Ghanaian supporters defiantly festive

2010-07-02 18:21

The air inside Ghana Bar is riotous as fans arrive in drips and

drabs – armed with vuvuzelas like officers dispatched to a parade, only without

the restraint and orderliness of the military. These soccer lovers are defiantly


Some choose to wait for kick-off in the slightly empty eating

court. In there, indigenous Ghanaian music accompanies the patrons as they dine

over home country cuisine. The tables are draped in Ghana’s national flag.

Girls wearing bright-coloured fan’s uniform contort their hips to

the rhythm, in anticipation of a much-needed African victory tonight.

Ghana Bar, situated a few paces off the famous Esselen Street in

Sunnyside, Pretoria, was opened five years ago by two Ghanaian expats – Daniel

Adjetey, who owns the establishment, and his business partner, Frank Afranie,

who is a chef.

The business was initially registered as “Her Majesty’s but became

famous for serving the best Ghanaians food in town, so people started calling us

Ghana Bar,” they said.

Today the relatively small establishment is one of the best places

to be in the World Cup host country’s capital. Ghana, the only African

competitor who has made it to the quarter-finals, face Uruguay tonight.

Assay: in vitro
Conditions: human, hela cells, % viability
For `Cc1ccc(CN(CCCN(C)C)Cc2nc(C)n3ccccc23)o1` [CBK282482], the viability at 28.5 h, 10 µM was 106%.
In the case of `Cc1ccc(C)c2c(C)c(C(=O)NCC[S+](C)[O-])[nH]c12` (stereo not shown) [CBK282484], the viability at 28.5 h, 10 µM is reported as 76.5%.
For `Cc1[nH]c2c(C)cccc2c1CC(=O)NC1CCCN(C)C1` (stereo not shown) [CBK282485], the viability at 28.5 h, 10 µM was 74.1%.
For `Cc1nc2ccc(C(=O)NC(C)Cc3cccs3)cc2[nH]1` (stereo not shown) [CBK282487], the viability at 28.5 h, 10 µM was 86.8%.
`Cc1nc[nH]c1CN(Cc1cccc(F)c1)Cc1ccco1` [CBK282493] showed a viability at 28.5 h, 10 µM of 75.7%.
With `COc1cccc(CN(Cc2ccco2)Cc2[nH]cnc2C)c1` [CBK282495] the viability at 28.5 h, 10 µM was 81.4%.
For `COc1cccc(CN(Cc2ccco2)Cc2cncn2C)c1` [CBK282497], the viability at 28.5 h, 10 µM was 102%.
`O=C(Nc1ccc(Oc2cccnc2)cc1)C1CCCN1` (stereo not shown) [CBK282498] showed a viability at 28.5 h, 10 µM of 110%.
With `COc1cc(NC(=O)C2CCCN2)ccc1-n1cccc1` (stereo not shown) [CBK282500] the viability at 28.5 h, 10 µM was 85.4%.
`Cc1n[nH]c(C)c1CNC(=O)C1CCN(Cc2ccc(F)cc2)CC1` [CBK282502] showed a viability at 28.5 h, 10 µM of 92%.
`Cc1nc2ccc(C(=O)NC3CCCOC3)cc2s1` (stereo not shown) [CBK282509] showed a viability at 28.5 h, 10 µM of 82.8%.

With little time left before kick-off, Afranie is pacing and shouts

directions to his kitchen assistants.

“This is going to a busy night my brother,” he says. “The people

are gonna want to eat. So things must go right.”

In the bar section the music is thumping and brown and green

bottles of beer compete with ash trays on table tops.

A fan, Ayi (but you can call him Dan, he insists) wears his

country’s tri-colours – red, yellow, and green – for a T-shirt. He screams:

“Victory for Ghana, revenge for Bafana, pride for Africa!”

Joe Asidu is wearing a white soccer jersey with the tri-colours and

a star on the chest. “What I know is that our boys, Baghana Baghana will win. I

can’t talk a lot,” he says, “we only want two goals.”

Kevin-Prince (Boateng) is

going to score; even (Asamoah) Gyan is going to score. That’s it my brother, he

says, banging the table to make his point.



» Favoured meals include Joll of Rice and

Chicken for R30, and Banku and Okoro Soup at R30. Others prefer Fufu and Goat

Pepper Soup at R40. Fufu looks like pap but has the texture of dough. It is

served with goat-meat soup in a separate plate.

» Some men keep approaching the kitchen

counter for Alomo Bitters – apparently it is a restorative and increases

vitality in men.


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